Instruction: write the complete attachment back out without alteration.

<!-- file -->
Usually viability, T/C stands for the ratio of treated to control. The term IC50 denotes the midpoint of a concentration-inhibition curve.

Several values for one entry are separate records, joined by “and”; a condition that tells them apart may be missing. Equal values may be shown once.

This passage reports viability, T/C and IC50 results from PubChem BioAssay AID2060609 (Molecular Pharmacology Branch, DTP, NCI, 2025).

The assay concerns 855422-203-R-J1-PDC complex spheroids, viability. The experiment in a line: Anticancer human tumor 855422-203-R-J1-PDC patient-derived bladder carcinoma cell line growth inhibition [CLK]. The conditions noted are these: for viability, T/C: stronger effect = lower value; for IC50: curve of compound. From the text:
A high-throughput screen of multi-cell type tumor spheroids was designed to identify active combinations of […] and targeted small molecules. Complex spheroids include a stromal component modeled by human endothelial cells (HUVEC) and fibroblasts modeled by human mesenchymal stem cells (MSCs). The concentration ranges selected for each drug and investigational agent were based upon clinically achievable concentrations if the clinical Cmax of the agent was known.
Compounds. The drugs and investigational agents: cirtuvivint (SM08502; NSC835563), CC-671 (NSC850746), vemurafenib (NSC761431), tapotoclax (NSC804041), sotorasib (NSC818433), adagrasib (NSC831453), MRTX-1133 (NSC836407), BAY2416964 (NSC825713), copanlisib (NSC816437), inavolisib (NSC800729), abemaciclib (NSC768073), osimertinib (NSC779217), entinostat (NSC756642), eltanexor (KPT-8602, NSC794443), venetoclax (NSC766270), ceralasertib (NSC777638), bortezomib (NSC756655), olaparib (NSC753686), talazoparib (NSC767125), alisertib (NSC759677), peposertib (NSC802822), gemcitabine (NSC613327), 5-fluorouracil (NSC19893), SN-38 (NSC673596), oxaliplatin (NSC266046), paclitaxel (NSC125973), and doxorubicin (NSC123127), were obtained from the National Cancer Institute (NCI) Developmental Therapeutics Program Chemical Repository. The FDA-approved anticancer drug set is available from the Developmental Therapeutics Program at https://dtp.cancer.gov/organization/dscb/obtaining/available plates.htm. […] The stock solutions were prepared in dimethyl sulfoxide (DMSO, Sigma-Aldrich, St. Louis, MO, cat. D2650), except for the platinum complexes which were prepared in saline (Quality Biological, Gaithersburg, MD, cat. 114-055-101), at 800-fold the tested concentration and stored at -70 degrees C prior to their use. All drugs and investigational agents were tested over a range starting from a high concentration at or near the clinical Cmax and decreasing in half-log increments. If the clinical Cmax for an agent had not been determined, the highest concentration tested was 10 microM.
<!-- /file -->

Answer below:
Usually viability, T/C stands for the ratio of treated to control. The term IC50 denotes the midpoint of a concentration-inhibition curve.

Several values for one entry are separate records, joined by “and”; a condition that tells them apart may be missing. Equal values may be shown once.

This passage reports viability, T/C and IC50 results from PubChem BioAssay AID2060609 (Molecular Pharmacology Branch, DTP, NCI, 2025).

The assay concerns 855422-203-R-J1-PDC complex spheroids, viability. The experiment in a line: Anticancer human tumor 855422-203-R-J1-PDC patient-derived bladder carcinoma cell line growth inhibition [CLK]. The conditions noted are these: for viability, T/C: stronger effect = lower value; for IC50: curve of compound. From the text:
A high-throughput screen of multi-cell type tumor spheroids was designed to identify active combinations of […] and targeted small molecules. Complex spheroids include a stromal component modeled by human endothelial cells (HUVEC) and fibroblasts modeled by human mesenchymal stem cells (MSCs). The concentration ranges selected for each drug and investigational agent were based upon clinically achievable concentrations if the clinical Cmax of the agent was known.
Compounds. The drugs and investigational agents: cirtuvivint (SM08502; NSC835563), CC-671 (NSC850746), vemurafenib (NSC761431), tapotoclax (NSC804041), sotorasib (NSC818433), adagrasib (NSC831453), MRTX-1133 (NSC836407), BAY2416964 (NSC825713), copanlisib (NSC816437), inavolisib (NSC800729), abemaciclib (NSC768073), osimertinib (NSC779217), entinostat (NSC756642), eltanexor (KPT-8602, NSC794443), venetoclax (NSC766270), ceralasertib (NSC777638), bortezomib (NSC756655), olaparib (NSC753686), talazoparib (NSC767125), alisertib (NSC759677), peposertib (NSC802822), gemcitabine (NSC613327), 5-fluorouracil (NSC19893), SN-38 (NSC673596), oxaliplatin (NSC266046), paclitaxel (NSC125973), and doxorubicin (NSC123127), were obtained from the National Cancer Institute (NCI) Developmental Therapeutics Program Chemical Repository. The FDA-approved anticancer drug set is available from the Developmental Therapeutics Program at https://dtp.cancer.gov/organization/dscb/obtaining/available plates.htm. […] The stock solutions were prepared in dimethyl sulfoxide (DMSO, Sigma-Aldrich, St. Louis, MO, cat. D2650), except for the platinum complexes which were prepared in saline (Quality Biological, Gaithersburg, MD, cat. 114-055-101), at 800-fold the tested concentration and stored at -70 degrees C prior to their use. All drugs and investigational agents were tested over a range starting from a high concentration at or near the clinical Cmax and decreasing in half-log increments. If the clinical Cmax for an agent had not been determined, the highest concentration tested was 10 microM.